As you can see in the image above, the results of this exercise will show you two important features: your title tag and your meta description. To learn how to boost your SEO, look for the two following blunders, which are common but concerning:
- Your title tag is too short, too long, or poorly written. As a result, Google has ignored your title tag.
- Your meta description (which can impact whether or not a user clicks on your website’s listing) is poorly written or was not written at all, so Google randomly selected a snippet of text from the page. Often, this can lead to an awkward meta description with jumbled text.
If you notice mistakes, you can ask an SEO to fix your title tags and meta descriptions, ensuring that they align with best practices. Plus, you can see the results of their efforts within three to five days by once again typing in site:(yourdomain).
Bottom line: How your website looks in search results matters; it’s not just about aesthetics and style. It can impact your SEO, and there is a lot of value in knowing how you look to consumers.
4. Use the secure HTTPS protocol.
We are all familiar with the HTTP protocol: https://www.whatever.com, https://whatever.com, etc. However, HTTP does not offer secure encryption. This means that an anonymous third party may be able to watch your activity as you browse a website using HTTP. Thus, we encourage you to use HTTPS instead. HTTPS is encrypted, so you don’t have to worry about someone spying on you as you browse a website.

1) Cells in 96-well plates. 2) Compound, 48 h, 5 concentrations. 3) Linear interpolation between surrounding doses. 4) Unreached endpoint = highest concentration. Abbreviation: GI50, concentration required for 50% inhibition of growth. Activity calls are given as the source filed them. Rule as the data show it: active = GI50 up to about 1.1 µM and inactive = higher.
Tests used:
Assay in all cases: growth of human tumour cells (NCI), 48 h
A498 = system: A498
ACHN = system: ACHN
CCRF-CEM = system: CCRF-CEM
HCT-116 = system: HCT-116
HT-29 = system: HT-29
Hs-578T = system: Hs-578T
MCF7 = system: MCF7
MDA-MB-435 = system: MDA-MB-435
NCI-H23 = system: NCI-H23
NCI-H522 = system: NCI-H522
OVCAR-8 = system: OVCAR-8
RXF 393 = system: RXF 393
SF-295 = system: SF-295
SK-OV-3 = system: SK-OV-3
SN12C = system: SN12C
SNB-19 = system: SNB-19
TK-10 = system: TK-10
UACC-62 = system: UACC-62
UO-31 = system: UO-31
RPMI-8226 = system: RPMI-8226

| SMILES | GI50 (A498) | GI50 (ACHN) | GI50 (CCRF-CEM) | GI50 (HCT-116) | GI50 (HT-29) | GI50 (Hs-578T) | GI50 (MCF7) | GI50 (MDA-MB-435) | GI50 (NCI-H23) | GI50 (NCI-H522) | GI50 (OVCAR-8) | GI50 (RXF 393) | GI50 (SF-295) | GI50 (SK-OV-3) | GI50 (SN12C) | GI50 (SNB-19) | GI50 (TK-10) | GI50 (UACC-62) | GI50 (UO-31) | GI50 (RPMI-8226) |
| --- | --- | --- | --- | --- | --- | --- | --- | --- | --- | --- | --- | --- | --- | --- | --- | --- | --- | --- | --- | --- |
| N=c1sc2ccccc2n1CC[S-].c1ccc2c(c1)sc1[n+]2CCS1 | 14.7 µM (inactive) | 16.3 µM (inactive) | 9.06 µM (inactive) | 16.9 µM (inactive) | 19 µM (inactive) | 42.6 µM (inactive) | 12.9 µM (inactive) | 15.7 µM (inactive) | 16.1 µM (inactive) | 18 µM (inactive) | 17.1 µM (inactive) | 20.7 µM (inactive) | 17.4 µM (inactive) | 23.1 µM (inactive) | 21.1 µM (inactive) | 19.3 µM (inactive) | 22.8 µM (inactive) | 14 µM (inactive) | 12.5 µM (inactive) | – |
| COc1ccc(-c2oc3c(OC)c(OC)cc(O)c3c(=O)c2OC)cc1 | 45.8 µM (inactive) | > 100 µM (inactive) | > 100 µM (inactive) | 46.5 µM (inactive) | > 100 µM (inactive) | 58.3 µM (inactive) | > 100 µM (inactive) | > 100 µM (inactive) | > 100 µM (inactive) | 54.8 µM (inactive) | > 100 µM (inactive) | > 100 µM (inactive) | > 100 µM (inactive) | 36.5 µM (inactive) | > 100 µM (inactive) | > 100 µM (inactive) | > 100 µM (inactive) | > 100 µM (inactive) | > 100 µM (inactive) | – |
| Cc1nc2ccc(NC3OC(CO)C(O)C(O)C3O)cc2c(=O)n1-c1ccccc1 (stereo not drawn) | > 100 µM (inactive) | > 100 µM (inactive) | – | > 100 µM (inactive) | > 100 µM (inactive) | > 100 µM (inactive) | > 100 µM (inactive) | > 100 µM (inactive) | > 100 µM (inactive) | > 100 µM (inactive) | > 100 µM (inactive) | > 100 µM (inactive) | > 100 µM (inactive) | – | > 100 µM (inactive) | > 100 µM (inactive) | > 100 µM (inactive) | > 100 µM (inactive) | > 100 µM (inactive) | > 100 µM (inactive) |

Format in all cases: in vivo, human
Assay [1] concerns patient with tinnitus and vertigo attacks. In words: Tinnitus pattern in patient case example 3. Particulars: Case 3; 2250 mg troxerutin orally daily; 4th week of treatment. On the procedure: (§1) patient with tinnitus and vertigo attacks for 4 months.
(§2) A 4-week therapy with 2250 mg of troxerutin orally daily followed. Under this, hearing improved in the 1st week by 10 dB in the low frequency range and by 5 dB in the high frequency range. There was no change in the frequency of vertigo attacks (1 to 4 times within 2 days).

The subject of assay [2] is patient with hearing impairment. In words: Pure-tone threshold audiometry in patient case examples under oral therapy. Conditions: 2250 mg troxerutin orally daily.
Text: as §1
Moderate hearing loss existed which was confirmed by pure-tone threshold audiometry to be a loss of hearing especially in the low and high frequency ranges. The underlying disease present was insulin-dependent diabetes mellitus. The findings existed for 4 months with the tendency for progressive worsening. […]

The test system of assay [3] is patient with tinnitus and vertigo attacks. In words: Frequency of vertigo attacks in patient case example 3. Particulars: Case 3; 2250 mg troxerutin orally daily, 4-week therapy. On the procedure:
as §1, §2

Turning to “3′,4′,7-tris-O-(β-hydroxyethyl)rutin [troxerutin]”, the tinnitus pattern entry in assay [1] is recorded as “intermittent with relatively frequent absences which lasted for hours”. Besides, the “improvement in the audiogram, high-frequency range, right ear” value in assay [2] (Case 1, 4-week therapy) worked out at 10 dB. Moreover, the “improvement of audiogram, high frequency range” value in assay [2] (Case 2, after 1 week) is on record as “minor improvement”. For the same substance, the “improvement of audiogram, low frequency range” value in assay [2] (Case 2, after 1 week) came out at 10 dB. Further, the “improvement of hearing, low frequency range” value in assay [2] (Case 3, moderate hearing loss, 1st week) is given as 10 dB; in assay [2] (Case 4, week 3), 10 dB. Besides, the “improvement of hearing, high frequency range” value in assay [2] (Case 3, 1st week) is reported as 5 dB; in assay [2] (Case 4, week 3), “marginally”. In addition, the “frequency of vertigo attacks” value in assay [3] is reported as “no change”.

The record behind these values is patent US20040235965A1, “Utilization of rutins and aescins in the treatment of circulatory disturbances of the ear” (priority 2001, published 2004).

As a website owner, you must ask yourself: Is the security of my website important to me? I would hope the answer is yes. But even if you don’t care (strangely and unfortunately), Google most certainly does (source). To ensure your website is protected and on Google’s good side, make sure it is running on the secure HTTPS protocol.
If you’re not sure whether your website is running on HTTPS, simply install Google Chrome. Then, use the web browser to visit your website. If you see a green lock symbol and green text reading “Secure” next to your domain (as indicated in the image above), your website is running on HTTPS. If you do not see these two elements, your website is either (1) not running on HTTPS or (2) not running on HTTPS properly. In either case, you will need to contact your webmaster to switch over to HTTPS as soon as possible.